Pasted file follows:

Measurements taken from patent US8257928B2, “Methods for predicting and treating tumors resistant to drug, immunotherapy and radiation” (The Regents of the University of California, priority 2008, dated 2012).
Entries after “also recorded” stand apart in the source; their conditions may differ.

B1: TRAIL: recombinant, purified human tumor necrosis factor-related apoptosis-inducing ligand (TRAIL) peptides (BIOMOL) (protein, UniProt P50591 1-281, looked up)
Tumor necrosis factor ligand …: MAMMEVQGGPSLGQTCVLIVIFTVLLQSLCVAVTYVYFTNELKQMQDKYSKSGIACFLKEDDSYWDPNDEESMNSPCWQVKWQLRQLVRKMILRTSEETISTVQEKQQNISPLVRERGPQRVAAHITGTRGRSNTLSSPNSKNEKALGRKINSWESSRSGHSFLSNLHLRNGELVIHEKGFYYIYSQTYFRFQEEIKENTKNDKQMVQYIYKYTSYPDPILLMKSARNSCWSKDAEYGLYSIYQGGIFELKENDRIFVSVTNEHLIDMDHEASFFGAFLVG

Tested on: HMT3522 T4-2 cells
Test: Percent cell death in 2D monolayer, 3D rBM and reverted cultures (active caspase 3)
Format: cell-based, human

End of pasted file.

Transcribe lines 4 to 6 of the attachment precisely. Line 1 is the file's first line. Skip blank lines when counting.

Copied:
Tumor necrosis factor ligand …: MAMMEVQGGPSLGQTCVLIVIFTVLLQSLCVAVTYVYFTNELKQMQDKYSKSGIACFLKEDDSYWDPNDEESMNSPCWQVKWQLRQLVRKMILRTSEETISTVQEKQQNISPLVRERGPQRVAAHITGTRGRSNTLSSPNSKNEKALGRKINSWESSRSGHSFLSNLHLRNGELVIHEKGFYYIYSQTYFRFQEEIKENTKNDKQMVQYIYKYTSYPDPILLMKSARNSCWSKDAEYGLYSIYQGGIFELKENDRIFVSVTNEHLIDMDHEASFFGAFLVG

Tested on: HMT3522 T4-2 cells
Test: Percent cell death in 2D monolayer, 3D rBM and reverted cultures (active caspase 3)